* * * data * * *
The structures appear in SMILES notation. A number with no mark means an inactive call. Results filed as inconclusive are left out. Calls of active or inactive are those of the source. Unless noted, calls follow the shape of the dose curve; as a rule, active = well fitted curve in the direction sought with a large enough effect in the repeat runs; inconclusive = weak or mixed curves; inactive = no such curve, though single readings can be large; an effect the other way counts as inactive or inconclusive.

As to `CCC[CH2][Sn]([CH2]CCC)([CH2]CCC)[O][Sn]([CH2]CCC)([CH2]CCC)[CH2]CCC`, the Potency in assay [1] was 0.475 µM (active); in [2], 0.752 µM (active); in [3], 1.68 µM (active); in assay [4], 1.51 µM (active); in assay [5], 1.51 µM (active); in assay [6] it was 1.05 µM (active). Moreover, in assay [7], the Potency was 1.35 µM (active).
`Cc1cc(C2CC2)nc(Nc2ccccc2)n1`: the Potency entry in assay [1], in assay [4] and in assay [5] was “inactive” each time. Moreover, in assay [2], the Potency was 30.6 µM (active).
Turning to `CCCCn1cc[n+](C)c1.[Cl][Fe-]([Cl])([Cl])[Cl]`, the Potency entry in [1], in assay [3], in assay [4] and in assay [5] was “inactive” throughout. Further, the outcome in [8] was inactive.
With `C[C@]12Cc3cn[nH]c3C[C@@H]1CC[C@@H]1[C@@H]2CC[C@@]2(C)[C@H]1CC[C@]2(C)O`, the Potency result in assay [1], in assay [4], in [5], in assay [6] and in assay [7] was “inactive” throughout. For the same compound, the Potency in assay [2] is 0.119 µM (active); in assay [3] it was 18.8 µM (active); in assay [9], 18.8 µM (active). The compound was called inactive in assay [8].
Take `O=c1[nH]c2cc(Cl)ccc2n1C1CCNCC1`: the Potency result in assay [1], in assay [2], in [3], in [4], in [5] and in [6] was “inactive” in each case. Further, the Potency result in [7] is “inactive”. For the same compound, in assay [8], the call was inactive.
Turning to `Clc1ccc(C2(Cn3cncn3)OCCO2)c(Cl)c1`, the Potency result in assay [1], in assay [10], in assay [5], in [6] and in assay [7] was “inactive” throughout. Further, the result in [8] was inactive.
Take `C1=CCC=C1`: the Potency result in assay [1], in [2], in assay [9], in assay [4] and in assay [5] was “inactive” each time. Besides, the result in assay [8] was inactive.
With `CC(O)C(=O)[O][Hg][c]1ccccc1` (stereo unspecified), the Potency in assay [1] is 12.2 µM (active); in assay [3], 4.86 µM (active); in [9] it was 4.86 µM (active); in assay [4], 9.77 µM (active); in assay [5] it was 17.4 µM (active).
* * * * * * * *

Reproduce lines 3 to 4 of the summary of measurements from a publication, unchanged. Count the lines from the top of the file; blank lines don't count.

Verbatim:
`Cc1cc(C2CC2)nc(Nc2ccccc2)n1`: the Potency entry in assay [1], in assay [4] and in assay [5] was “inactive” each time. Moreover, in assay [2], the Potency was 30.6 µM (active).
Turning to `CCCCn1cc[n+](C)c1.[Cl][Fe-]([Cl])([Cl])[Cl]`, the Potency entry in [1], in assay [3], in assay [4] and in assay [5] was “inactive” throughout. Further, the outcome in [8] was inactive.